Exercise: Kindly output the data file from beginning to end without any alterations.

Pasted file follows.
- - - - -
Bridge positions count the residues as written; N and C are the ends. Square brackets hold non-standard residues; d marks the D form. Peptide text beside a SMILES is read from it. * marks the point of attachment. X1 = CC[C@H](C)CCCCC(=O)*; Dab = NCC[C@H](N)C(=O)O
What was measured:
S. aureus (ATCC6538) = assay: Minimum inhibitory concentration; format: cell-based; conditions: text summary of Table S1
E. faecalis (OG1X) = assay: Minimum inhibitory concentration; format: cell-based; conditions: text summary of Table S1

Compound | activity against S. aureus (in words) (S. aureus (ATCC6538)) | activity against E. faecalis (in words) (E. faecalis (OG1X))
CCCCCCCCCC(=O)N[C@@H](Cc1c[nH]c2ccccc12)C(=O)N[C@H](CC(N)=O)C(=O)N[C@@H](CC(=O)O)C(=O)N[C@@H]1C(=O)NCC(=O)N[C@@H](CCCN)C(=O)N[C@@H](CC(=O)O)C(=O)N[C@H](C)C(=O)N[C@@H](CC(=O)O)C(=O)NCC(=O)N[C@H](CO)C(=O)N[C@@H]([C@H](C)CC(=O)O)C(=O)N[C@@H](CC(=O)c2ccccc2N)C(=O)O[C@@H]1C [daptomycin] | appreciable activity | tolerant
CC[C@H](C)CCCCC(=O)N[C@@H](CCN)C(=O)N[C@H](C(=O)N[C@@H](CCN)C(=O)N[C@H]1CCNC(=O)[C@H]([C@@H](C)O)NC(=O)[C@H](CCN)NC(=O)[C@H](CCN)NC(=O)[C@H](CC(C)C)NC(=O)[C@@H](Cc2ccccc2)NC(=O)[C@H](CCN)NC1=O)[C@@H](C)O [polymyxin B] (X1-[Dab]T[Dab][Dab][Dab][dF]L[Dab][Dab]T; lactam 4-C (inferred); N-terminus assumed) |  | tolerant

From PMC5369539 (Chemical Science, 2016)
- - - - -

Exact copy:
Bridge positions count the residues as written; N and C are the ends. Square brackets hold non-standard residues; d marks the D form. Peptide text beside a SMILES is read from it. * marks the point of attachment. X1 = CC[C@H](C)CCCCC(=O)*; Dab = NCC[C@H](N)C(=O)O
What was measured:
S. aureus (ATCC6538) = assay: Minimum inhibitory concentration; format: cell-based; conditions: text summary of Table S1
E. faecalis (OG1X) = assay: Minimum inhibitory concentration; format: cell-based; conditions: text summary of Table S1

Compound | activity against S. aureus (in words) (S. aureus (ATCC6538)) | activity against E. faecalis (in words) (E. faecalis (OG1X))
CCCCCCCCCC(=O)N[C@@H](Cc1c[nH]c2ccccc12)C(=O)N[C@H](CC(N)=O)C(=O)N[C@@H](CC(=O)O)C(=O)N[C@@H]1C(=O)NCC(=O)N[C@@H](CCCN)C(=O)N[C@@H](CC(=O)O)C(=O)N[C@H](C)C(=O)N[C@@H](CC(=O)O)C(=O)NCC(=O)N[C@H](CO)C(=O)N[C@@H]([C@H](C)CC(=O)O)C(=O)N[C@@H](CC(=O)c2ccccc2N)C(=O)O[C@@H]1C [daptomycin] | appreciable activity | tolerant
CC[C@H](C)CCCCC(=O)N[C@@H](CCN)C(=O)N[C@H](C(=O)N[C@@H](CCN)C(=O)N[C@H]1CCNC(=O)[C@H]([C@@H](C)O)NC(=O)[C@H](CCN)NC(=O)[C@H](CCN)NC(=O)[C@H](CC(C)C)NC(=O)[C@@H](Cc2ccccc2)NC(=O)[C@H](CCN)NC1=O)[C@@H](C)O [polymyxin B] (X1-[Dab]T[Dab][Dab][Dab][dF]L[Dab][Dab]T; lactam 4-C (inferred); N-terminus assumed) |  | tolerant

From PMC5369539 (Chemical Science, 2016)